What did you study?
Originally, I graduated as a marine engineer and integrated officer, before major shipping. Later, following the common thread of my career, I obtained my PhD at TU Delft at the Faculty of Technical Public Administration.
The high speed, that sounds like an exciting boy’s book. Do you also fascinate asset management in this way?
Hell yes. I followed my dream of working on ships and sailing all over the world. There I quickly discovered that maintaining assets, capital goods, fascinated me. Later I was able to apply my knowledge to all kinds of assets, from ships via a drinking water installation, soil cleaning and ICT to locks and roads. Maintaining such installations fascinates me more than new designs or building. You only build once, after which it must continue to work for often a very long period. Usage, requirements and technology change over time. Wear occurs. How do you deal with that?
How do you do that at home, do you also apply asset management there?
Everyone actually does that. Especially implicitly. Everyone weighs an investment or maintenance of, for example, the car or bicycle, or chooses between new carpeting or a new garden furniture set. The question that always plays in the background is: What do I enjoy the most? For companies this is called: What adds the most value? And then we look at whether that can be financed.
What is the best project you have done and why?
A fun project is characterized by enthusiastic people, involvement, a nice complex problem and depth in the matter. In addition, such a project must contain something new. Fortunately, there are enough of them. The most challenging project I did was for Rijkswaterstaat in collaboration with the English Highways Agency, the performance-driven outsourcing of maintenance on highways. That eventually led to my PhD research.
Which projects are you currently involved in?
Various challenging projects with asset managers in Zeeland, ranging from residual life determination of sheet piling to zero on-site maintenance for wind turbines where we work on the question: Can you perform unmanned inspections and repairs of windmill blades? The largest project we are currently working on is a two-year project, subsidized by SIA, to implement risk-driven, data-driven asset management in sewer management in all Zeeland municipalities.
When is a project a success for you?
It is bland to say: according to agreed quality, within the time and costs. But what really matters at an educational institution is when we have gained new knowledge, applied it and been able to process it in education. And, not least, if the customer has become wiser and has taken a step further in professionalizing asset management.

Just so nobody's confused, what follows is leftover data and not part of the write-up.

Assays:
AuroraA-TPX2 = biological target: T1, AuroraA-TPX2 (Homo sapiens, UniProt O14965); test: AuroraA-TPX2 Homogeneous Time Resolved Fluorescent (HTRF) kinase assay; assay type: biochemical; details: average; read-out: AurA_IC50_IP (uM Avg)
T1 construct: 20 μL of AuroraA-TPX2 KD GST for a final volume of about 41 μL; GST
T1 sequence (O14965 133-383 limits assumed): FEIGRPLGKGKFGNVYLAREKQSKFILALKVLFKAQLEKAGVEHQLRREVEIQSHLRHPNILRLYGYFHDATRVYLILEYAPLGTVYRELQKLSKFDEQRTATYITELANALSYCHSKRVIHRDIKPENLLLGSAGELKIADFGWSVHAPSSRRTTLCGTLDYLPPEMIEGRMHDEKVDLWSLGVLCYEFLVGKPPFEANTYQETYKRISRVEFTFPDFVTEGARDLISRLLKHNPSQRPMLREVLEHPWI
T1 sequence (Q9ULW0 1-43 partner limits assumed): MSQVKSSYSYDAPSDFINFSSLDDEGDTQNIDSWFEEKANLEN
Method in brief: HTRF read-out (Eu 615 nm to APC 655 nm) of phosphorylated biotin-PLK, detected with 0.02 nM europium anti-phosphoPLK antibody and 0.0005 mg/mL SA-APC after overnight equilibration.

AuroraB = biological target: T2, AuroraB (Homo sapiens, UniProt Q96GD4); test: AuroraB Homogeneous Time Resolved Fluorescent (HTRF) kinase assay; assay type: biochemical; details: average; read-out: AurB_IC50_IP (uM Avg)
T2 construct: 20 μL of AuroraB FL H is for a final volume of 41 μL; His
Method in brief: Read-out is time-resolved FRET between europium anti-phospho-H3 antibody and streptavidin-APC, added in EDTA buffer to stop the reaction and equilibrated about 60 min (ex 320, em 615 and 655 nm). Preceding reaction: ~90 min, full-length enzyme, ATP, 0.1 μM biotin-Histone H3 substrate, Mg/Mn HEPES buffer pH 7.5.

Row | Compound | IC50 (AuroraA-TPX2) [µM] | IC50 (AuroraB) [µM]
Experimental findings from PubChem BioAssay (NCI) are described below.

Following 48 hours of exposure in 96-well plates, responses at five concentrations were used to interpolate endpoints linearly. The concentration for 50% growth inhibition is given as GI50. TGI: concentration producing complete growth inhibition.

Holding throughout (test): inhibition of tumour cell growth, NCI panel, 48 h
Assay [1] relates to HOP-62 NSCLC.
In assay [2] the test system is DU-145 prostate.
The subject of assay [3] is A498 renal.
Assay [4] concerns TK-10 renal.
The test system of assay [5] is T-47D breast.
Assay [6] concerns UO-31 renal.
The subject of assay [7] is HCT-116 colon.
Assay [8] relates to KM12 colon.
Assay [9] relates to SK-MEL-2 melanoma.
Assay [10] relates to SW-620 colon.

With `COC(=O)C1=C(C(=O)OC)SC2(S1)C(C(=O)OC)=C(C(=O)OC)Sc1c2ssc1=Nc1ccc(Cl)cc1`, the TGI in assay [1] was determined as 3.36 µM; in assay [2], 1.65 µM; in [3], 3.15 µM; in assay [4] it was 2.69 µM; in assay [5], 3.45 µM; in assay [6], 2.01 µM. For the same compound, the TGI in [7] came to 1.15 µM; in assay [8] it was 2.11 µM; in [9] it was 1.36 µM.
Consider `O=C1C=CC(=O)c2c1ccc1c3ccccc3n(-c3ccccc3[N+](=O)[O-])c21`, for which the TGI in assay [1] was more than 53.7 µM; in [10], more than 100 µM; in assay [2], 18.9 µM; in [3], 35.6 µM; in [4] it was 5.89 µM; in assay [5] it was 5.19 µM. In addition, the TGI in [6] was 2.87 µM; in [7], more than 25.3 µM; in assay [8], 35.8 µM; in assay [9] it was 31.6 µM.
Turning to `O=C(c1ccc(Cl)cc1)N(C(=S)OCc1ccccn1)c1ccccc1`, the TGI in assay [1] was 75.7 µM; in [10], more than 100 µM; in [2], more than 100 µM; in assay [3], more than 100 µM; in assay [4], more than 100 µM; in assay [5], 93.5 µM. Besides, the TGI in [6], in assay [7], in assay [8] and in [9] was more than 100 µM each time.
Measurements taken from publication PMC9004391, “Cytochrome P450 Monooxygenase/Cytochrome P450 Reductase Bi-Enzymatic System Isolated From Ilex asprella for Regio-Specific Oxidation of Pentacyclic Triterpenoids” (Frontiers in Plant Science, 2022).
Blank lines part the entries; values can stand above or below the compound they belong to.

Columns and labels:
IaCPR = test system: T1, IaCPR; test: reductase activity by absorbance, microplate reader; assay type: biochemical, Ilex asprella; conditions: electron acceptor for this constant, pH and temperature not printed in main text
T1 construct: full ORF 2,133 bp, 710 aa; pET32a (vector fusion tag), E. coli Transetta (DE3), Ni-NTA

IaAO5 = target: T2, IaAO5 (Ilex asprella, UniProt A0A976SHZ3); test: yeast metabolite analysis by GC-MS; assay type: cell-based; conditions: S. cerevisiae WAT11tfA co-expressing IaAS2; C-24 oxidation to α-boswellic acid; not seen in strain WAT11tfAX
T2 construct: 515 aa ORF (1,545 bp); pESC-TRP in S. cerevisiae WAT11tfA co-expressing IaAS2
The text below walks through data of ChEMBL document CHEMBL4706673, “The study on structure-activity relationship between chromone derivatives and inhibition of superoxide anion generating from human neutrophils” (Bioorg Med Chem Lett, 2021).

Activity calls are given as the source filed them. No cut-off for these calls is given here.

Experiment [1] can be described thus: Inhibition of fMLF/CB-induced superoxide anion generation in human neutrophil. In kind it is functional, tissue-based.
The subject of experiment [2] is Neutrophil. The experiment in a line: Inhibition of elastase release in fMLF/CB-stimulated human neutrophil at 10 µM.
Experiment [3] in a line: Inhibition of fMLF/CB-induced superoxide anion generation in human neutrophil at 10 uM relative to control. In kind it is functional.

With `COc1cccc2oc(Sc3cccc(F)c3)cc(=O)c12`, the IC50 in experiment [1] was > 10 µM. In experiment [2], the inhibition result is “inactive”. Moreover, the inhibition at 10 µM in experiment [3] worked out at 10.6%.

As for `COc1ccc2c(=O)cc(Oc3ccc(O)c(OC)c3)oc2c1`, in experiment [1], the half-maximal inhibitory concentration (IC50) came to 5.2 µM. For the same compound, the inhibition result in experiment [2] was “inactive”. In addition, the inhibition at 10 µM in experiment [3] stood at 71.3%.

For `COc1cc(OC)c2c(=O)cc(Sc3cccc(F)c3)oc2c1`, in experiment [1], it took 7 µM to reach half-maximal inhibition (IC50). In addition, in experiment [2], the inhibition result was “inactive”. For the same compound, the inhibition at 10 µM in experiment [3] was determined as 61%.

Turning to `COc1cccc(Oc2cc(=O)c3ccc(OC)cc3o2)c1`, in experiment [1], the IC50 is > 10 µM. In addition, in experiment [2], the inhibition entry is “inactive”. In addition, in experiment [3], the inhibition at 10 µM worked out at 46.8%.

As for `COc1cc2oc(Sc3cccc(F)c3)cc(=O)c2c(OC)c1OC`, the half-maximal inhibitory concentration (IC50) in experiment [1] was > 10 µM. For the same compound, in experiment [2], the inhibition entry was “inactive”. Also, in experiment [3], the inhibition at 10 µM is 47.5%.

What do you read to stay informed of developments in your field?
Trade magazines, scientific ones such as Assets, Sewerage, Civil Engineering and specific articles from various journals, mainly aimed at smart and data-driven asset management and outsourcing. In addition, I mainly follow the knowledge of trade unions such as Institute of Asset Management (IAM). I sit through their knowledge base, participate in working groups and annual conferences. For example, I am involved in translating the English-language information about IAM into Dutch.
What is your greatest ambition?
A stable group of lecturer-researchers who conduct research into risk-driven, data-based asset management, for organizations in Zeeland, and which incorporate the results into their education. In such a way that all technical students at HZ are introduced to asset management and that we can offer students who want deepening interesting projects.
Here the lecturer speaks. What challenge do you see with that work?
Just as with the organizations we work for, finding and keeping good employees is a major challenge. Designing new big things seems more challenging to many, but the challenge for the coming decades is to maintain what we have, ensure that it continues to work despite all the changes that come our way, so asset management.
Finally, what do you want to give your students?
The whole world, from city to countryside, from process industry to dikes and locks, depends on technology for its functioning. Of technical assets that must continue to work in a changing world. Asset management is the discipline that ensures that this actually happens. In a systematic, rational, economic and goal-oriented manner. The Asset Management research group pays specific attention to a risk-driven and data-based way of substantiating decisions for maintenance, renovation or renewal. And what time is best for that. Now or later.